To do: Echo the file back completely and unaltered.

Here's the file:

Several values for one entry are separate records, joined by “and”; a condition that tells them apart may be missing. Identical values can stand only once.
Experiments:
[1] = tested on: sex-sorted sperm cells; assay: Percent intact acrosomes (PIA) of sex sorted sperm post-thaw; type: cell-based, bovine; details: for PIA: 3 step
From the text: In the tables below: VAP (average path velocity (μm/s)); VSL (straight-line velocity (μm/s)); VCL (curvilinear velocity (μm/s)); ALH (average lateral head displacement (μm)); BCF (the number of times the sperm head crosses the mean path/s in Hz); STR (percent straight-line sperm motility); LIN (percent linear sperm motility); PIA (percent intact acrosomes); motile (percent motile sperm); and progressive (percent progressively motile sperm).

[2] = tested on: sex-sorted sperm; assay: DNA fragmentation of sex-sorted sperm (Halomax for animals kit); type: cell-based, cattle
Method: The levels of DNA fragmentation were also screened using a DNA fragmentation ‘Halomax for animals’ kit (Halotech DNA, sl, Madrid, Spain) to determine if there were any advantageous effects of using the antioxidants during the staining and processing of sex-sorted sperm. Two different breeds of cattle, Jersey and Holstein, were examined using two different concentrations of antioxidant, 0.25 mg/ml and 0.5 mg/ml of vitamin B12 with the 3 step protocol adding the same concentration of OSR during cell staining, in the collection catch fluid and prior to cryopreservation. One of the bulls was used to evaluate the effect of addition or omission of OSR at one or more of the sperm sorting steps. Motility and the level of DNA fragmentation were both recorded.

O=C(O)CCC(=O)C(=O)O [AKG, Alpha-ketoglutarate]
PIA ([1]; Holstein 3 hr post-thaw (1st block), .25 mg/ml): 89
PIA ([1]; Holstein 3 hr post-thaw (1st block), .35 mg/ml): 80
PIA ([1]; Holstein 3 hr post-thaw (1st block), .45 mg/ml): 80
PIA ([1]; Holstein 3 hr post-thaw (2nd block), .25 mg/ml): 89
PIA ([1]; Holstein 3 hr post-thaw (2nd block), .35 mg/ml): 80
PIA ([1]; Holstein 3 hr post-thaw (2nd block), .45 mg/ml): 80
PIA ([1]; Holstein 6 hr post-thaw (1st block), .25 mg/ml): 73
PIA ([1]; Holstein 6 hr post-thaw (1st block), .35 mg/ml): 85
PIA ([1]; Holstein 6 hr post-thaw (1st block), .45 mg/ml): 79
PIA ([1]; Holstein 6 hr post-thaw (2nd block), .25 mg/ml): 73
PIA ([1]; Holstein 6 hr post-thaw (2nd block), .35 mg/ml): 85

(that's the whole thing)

Several values for one entry are separate records, joined by “and”; a condition that tells them apart may be missing. Identical values can stand only once.
Experiments:
[1] = tested on: sex-sorted sperm cells; assay: Percent intact acrosomes (PIA) of sex sorted sperm post-thaw; type: cell-based, bovine; details: for PIA: 3 step
From the text: In the tables below: VAP (average path velocity (μm/s)); VSL (straight-line velocity (μm/s)); VCL (curvilinear velocity (μm/s)); ALH (average lateral head displacement (μm)); BCF (the number of times the sperm head crosses the mean path/s in Hz); STR (percent straight-line sperm motility); LIN (percent linear sperm motility); PIA (percent intact acrosomes); motile (percent motile sperm); and progressive (percent progressively motile sperm).

[2] = tested on: sex-sorted sperm; assay: DNA fragmentation of sex-sorted sperm (Halomax for animals kit); type: cell-based, cattle
Method: The levels of DNA fragmentation were also screened using a DNA fragmentation ‘Halomax for animals’ kit (Halotech DNA, sl, Madrid, Spain) to determine if there were any advantageous effects of using the antioxidants during the staining and processing of sex-sorted sperm. Two different breeds of cattle, Jersey and Holstein, were examined using two different concentrations of antioxidant, 0.25 mg/ml and 0.5 mg/ml of vitamin B12 with the 3 step protocol adding the same concentration of OSR during cell staining, in the collection catch fluid and prior to cryopreservation. One of the bulls was used to evaluate the effect of addition or omission of OSR at one or more of the sperm sorting steps. Motility and the level of DNA fragmentation were both recorded.

O=C(O)CCC(=O)C(=O)O [AKG, Alpha-ketoglutarate]
PIA ([1]; Holstein 3 hr post-thaw (1st block), .25 mg/ml): 89
PIA ([1]; Holstein 3 hr post-thaw (1st block), .35 mg/ml): 80
PIA ([1]; Holstein 3 hr post-thaw (1st block), .45 mg/ml): 80
PIA ([1]; Holstein 3 hr post-thaw (2nd block), .25 mg/ml): 89
PIA ([1]; Holstein 3 hr post-thaw (2nd block), .35 mg/ml): 80
PIA ([1]; Holstein 3 hr post-thaw (2nd block), .45 mg/ml): 80
PIA ([1]; Holstein 6 hr post-thaw (1st block), .25 mg/ml): 73
PIA ([1]; Holstein 6 hr post-thaw (1st block), .35 mg/ml): 85
PIA ([1]; Holstein 6 hr post-thaw (1st block), .45 mg/ml): 79
PIA ([1]; Holstein 6 hr post-thaw (2nd block), .25 mg/ml): 73
PIA ([1]; Holstein 6 hr post-thaw (2nd block), .35 mg/ml): 85